Ironman races are a funny thing. I signed up last year, slimmed down, got healthy, (mostly) stopped eating like a complete moron, did four races with mixed results (one win, one DFL), juggled training amid the stresses of starting a new job. And now here I am, on the eve of showing up at the start line to Ironman Canada for the second time. But despite the fact that I feel as prepared as I’ll ever be, it still feels like I’m racing for the first time.
Feels like the very first time!
I told Teresa exactly that when we sat down for my pre-race athlete meeting, and she laughed and asked why I’d feel that way. Racing an Ironman has an entirely different feel to it. I’ve done three half Ironman races this year, eight since I started doing triathlons in 2008. I’m healthy enough to bust one out a month during the peak of triathlon season. Yet there are only a handful of Ironman races a year, and a mere mortal like myself typically only tackles one per season (or, in my case, one every other season). So although I’ve done this exact same race in this exact same location on close to the exact same date two years ago, it kind of feels like my first Ironman all over again (even though technically it’ll be my last Ironman Canada since next year the series gets changed to Challenge Penticton under new organizers).
Sure, I sort of know what to expect this time around, and I figure that I should be faster than I was back in 2010, but it’s a long enough day and enough time has passed since I was at the start line that I’m going to have to rediscover the feeling of racing Ironman all over again. In some ways that’s a little nerve-wracking, but in other ways it’s kind of exhilarating, like being able to recapture the magic and excitement of a first kiss or rediscovering the joy of Saturday morning cartoons and a big bowl of sugary cereal when you were a kid.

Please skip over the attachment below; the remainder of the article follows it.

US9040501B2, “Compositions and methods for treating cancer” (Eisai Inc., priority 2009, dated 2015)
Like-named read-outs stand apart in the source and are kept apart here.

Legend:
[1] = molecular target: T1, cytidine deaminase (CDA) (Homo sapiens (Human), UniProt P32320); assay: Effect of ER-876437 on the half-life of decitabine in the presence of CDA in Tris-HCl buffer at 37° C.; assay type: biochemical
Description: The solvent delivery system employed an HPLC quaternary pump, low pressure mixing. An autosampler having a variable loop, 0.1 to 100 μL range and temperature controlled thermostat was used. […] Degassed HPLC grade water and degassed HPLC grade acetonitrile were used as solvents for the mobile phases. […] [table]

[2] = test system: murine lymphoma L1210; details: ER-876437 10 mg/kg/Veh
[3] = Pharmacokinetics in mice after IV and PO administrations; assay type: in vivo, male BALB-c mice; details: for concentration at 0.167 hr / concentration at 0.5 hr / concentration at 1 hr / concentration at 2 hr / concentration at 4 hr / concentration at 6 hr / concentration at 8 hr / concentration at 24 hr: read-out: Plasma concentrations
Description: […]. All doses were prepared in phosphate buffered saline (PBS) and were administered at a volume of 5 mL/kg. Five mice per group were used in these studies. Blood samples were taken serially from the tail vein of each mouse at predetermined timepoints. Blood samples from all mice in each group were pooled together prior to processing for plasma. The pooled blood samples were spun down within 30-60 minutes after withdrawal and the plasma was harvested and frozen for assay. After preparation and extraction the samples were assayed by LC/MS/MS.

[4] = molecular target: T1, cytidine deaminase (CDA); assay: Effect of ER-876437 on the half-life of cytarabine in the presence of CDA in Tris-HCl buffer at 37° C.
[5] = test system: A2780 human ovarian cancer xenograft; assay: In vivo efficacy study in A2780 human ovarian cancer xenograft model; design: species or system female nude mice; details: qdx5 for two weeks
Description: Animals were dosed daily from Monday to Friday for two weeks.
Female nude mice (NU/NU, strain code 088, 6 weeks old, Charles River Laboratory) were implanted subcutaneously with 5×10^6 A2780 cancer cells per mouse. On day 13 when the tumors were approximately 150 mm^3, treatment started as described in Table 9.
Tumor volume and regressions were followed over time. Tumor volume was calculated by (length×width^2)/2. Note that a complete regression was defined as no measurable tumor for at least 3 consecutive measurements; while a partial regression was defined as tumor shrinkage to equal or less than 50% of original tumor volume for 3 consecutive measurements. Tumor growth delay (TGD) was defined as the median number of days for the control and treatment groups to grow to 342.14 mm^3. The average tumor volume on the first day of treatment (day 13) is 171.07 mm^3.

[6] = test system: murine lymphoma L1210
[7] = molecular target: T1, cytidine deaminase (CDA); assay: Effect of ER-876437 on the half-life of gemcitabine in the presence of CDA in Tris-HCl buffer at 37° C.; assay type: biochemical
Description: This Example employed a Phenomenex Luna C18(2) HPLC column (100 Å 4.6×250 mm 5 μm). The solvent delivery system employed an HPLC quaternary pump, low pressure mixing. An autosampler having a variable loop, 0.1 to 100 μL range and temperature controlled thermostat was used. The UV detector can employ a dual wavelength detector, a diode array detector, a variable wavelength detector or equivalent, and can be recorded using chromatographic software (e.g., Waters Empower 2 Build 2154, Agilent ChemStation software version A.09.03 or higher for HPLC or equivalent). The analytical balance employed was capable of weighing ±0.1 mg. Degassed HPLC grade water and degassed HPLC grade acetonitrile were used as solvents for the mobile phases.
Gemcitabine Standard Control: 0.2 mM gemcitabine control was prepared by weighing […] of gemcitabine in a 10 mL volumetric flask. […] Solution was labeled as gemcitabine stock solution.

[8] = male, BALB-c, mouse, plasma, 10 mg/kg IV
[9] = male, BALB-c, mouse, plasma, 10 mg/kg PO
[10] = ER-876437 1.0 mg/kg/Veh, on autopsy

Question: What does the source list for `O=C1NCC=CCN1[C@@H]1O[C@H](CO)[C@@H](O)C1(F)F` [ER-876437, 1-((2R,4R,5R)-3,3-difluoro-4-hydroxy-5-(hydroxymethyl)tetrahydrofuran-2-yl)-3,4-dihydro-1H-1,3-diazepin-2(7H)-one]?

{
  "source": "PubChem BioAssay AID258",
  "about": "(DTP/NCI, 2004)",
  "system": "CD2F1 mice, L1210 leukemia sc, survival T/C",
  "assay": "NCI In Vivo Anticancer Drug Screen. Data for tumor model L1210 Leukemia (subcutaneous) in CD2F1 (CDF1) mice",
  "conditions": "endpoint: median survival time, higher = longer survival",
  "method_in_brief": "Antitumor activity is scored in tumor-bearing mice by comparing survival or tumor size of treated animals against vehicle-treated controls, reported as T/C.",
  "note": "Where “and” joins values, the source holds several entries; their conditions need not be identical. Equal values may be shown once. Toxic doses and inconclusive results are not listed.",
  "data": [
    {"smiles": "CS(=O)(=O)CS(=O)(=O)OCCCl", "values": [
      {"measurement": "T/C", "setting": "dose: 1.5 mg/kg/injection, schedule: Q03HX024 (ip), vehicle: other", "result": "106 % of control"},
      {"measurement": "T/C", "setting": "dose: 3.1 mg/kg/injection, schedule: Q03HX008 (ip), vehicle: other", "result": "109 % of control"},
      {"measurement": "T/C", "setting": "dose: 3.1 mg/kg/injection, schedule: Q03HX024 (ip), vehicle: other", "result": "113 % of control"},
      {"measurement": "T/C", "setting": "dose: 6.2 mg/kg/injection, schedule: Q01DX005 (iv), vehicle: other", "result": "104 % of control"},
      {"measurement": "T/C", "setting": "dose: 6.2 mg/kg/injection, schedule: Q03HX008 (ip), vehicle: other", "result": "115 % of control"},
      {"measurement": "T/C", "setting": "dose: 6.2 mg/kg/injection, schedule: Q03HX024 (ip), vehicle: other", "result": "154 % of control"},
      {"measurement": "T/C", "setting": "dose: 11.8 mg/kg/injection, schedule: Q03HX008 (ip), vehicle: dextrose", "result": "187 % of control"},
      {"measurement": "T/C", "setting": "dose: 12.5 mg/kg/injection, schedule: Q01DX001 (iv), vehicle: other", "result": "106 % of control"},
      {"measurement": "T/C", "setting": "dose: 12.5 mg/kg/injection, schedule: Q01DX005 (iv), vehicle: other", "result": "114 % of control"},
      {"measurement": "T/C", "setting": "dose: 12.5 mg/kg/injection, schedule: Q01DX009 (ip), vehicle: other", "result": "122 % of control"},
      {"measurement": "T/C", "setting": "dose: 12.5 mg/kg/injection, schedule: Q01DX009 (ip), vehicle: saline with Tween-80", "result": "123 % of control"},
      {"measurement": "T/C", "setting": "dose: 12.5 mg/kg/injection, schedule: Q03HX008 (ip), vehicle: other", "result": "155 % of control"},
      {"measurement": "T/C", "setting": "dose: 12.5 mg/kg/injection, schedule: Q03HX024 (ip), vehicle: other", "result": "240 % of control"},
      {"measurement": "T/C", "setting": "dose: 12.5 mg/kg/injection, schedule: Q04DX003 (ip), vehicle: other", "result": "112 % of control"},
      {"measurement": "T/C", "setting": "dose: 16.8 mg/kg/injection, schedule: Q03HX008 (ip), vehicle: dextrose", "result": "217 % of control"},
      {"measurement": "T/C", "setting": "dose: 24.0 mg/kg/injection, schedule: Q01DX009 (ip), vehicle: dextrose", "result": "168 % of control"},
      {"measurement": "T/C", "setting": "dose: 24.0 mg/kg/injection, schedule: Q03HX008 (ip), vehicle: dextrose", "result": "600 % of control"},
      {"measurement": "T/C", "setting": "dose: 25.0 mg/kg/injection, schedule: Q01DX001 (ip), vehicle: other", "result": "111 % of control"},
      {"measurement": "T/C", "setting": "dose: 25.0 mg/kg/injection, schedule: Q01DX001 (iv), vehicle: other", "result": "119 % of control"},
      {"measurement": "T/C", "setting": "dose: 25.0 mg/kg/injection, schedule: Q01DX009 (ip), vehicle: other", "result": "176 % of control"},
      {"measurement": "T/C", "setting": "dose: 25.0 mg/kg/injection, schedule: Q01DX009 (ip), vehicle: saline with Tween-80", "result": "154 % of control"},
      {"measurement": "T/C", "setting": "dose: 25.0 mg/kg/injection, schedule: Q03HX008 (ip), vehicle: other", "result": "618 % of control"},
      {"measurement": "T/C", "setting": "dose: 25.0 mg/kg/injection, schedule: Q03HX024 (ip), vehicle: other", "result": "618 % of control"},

Don’t get me wrong, I’m a bit nervous, especially as the list of friends who are planning to spectate or track me continues to grow. A prime example:
Steven “Good Steve” Hooper, after our last training ride together, in a cheery, optimistic voice: “Good luck at Ironman Canada! Wish I could come up to spectate, but I’ll be tracking you on race day!”
What I heard:
Steven “Don’t Let Me Down Or Our Friendship is Over” Hooper, in a menacing voice: “I’ll be tracking you on race day.”
And when I met with Teresa to talk about my race, she talked about getting in and out of transition as quickly as possible, pushing the descents, pushing my pace when I turn around on the run, and generally treating the day more like a “race” than last time, when my goal was more to “finish.” I of course interpreted her advice as Asian Mom levels of expectations and promptly peed myself a little bit.
But ultimately, despite my personal goals or the expectations of others, I know that everyone will be cheering for me no matter how I do. So tomorrow I’m planning to have fun, stay strong, and be thankful that I’m healthy and privileged enough to make something that is the dream of so many people a reality.
A few mantras to keep in mind on race day:
(My body tells me no / But I won’t quit / ‘Cuz I want more)
(It’s gonna be alright / We don’t even have to try / It’s always a good time)
And, of course:
(Tonight I’m gonna bury that horse in the ground / So I like to keep my issues drawn / But it’s always
darkest before the dawn)
See you soon!